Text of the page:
Analysing which leagues from around the world offer the best value for money

In the current financial climate, recruiting players who represent good value for money has never been more important. Football is a global industry, and a vital part of any scouting strategy is to identify leagues that consistently produce high quality players at an affordable price. We’ve analysed data from 53 leagues around the world to identify where the top value talent is currently located.


We use our Performance Ratings to rate and compare players across different countries and leagues. The modelled values provide an indicator of a player’s current and future ability, weighted according to the level of football and opposition they typically come up against.

A player’s rating is based on their in-possession (Attacking) and out-of-possession (Defensive) contributions. Our performance models use machine learning to identify and value the most prominent features of successful play with and without the ball. This is then used to calculate a modelled value from 0-100 to rate the Attacking and Defensive ability of a player. We also rate the overall ability of a player using our Performance Rating, which is weighted depending on key performance stats and the significance of their Attacking and Defensive Ratings to their position.


Our Player Valuation model provides an objective view of a player’s market value, using every transfer over the past five seasons to identify trends in player performance and other statistics that correlate to a given transfer fee that has been paid. The model identifies a number of features that are used to predict the value of a player at a given point in time.


Using our Performance Ratings and Player Valuation Model, we’ve taken an in-depth look at which leagues offer the best value-to-performance ratio across the three outfield positional groups.

The below charts identify which leagues represent the best source of immediate value. Therefore, leagues with more young players are disadvantaged as these players will have higher valuations due to their potential but lower performance ratings based on current ability.

The shaded area through the middle of each chart represents a Confidence Interval; any leagues close to or within this area have an average player value that is generally expected based on the average performance rating.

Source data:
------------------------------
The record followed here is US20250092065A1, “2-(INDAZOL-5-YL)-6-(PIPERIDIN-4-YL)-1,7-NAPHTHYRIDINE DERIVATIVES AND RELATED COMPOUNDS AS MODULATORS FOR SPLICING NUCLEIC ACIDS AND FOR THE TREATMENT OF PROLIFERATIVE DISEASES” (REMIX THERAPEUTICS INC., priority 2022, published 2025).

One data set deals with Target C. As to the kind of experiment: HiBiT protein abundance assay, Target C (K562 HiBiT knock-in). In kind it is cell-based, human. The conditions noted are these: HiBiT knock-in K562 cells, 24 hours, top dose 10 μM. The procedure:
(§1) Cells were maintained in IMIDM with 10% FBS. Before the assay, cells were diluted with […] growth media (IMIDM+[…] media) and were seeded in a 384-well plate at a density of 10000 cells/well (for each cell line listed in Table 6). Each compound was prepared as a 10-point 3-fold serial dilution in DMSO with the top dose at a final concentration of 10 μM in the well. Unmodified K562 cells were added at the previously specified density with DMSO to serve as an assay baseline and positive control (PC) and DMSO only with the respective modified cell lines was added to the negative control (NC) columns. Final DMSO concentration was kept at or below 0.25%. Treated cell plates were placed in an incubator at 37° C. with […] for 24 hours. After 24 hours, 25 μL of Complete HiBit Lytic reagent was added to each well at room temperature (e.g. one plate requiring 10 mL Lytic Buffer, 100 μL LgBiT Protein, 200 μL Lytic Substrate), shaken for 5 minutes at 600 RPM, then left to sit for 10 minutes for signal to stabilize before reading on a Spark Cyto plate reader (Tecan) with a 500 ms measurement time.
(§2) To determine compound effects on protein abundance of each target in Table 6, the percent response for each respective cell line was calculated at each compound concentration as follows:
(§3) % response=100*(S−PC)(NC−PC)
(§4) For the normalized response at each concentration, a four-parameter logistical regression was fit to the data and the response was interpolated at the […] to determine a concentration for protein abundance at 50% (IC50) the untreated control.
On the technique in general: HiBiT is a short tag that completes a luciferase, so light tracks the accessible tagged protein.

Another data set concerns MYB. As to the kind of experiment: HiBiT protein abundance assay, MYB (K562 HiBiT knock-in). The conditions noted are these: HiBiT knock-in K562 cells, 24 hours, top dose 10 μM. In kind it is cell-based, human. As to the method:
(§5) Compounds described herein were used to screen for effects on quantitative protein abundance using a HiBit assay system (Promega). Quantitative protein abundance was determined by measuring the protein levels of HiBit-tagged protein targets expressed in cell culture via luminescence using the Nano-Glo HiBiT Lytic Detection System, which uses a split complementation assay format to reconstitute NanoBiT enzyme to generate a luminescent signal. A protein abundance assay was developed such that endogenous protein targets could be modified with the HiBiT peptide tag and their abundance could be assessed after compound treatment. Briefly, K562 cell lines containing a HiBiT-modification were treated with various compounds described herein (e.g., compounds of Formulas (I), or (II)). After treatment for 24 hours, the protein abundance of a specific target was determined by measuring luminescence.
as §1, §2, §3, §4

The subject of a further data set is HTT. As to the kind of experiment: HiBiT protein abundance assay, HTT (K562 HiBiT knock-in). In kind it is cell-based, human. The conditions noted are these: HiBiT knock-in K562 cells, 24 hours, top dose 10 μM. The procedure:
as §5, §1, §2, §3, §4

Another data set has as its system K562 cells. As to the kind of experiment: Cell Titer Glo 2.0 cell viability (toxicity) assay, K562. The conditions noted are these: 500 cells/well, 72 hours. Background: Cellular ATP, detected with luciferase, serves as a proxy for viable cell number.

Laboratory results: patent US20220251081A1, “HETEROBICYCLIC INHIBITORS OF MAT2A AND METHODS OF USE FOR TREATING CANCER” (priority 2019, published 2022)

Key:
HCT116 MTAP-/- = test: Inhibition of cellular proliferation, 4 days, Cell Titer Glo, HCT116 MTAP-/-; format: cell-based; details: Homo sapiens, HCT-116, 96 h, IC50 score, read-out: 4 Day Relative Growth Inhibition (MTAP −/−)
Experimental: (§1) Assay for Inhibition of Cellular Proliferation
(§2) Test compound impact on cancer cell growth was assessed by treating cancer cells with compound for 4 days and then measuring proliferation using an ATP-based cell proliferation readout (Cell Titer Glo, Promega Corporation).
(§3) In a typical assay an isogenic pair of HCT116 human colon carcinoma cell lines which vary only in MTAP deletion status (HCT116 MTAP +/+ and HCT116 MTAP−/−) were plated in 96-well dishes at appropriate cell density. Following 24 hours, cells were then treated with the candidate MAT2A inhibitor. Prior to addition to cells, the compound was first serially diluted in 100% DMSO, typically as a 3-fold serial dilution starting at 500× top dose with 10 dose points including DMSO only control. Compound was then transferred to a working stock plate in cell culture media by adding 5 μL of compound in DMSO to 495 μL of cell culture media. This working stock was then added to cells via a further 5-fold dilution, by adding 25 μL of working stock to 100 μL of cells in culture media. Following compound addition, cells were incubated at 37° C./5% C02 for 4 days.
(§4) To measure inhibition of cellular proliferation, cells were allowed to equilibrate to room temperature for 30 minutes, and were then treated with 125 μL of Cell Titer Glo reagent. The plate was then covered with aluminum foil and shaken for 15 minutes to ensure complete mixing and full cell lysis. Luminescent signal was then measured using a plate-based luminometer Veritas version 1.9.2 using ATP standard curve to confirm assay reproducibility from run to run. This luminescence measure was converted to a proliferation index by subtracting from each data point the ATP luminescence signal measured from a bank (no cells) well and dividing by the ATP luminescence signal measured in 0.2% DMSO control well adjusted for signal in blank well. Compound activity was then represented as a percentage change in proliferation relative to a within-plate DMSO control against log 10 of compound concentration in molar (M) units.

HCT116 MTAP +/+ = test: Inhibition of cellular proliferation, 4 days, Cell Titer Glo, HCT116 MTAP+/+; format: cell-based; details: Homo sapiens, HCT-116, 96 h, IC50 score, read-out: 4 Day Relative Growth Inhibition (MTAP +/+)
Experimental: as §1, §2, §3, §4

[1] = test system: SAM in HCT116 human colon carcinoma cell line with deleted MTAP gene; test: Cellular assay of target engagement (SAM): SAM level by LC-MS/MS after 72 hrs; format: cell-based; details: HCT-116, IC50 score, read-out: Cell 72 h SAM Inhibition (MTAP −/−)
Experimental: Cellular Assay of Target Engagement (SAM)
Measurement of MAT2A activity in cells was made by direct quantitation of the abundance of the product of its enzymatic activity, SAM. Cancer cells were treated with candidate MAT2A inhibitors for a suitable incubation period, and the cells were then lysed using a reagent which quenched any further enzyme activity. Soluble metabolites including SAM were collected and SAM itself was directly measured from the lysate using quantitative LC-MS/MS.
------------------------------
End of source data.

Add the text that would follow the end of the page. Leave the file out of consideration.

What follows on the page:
Leagues above the Confidence Interval represent good value for money based on the average performance of players, while leagues below the line are generally considered to offer poorer value. However, averaging the quality of a positional group within a league doesn’t necessarily mean there aren’t quality players available. Certain clubs can be considered ‘outliers’, such as Ajax in the Dutch Eredivisie or Porto and Benfica in the Portuguese Primeira Liga. These ‘outliers’ often have young, high potential players with a high valuation but lower performance ratings based on current ability.


Unsurprisingly, clubs can expect to pay a premium for established players from Europe’s top five leagues.

Spain’s La Liga ranks highest for the average performance of defenders and forwards, yet offers better value for money than the other big four European leagues in these positions.

Defenders and midfielders from the English Championship are much better value for money than those from Europe’s top five leagues, with their average performance rating on a similar level to France’s Ligue 1 and Italy’s Serie A.

Brazil exports more footballers than any other country and our analysis shows a high amount of value in the country’s Serie A for defenders and forwards. New regulations regarding the recruitment of overseas players will make it easier for English clubs to sign players from the top Brazilian, Argentinian and Mexican leagues so we may see more South American players moving to the Premier League and EFL in the future.

For the best midfielders and forwards it pays to look outside the usual suspects. The Spanish Segunda División, Japanese J1 League and German 2. Bundesliga all offer an excellent combination of quality and value for money.

Germany’s 3. Liga is an interesting league if you’re a lower tier club looking to play smart in the transfer market. Norway’s Eliteserien, Italy’s Serie B and Denmark’s Superliga also offer good value-for-money for sides with a lower budget.

The Japanese J1 League stands out – particularly for defenders – with an average performance rating only slightly less than France’s Ligue 1 but significantly better value for money.

England’s Leagues One and Two also offer good value – especially for defenders and midfielders – but these players usually tend to stay within the domestic leagues rather than moving abroad.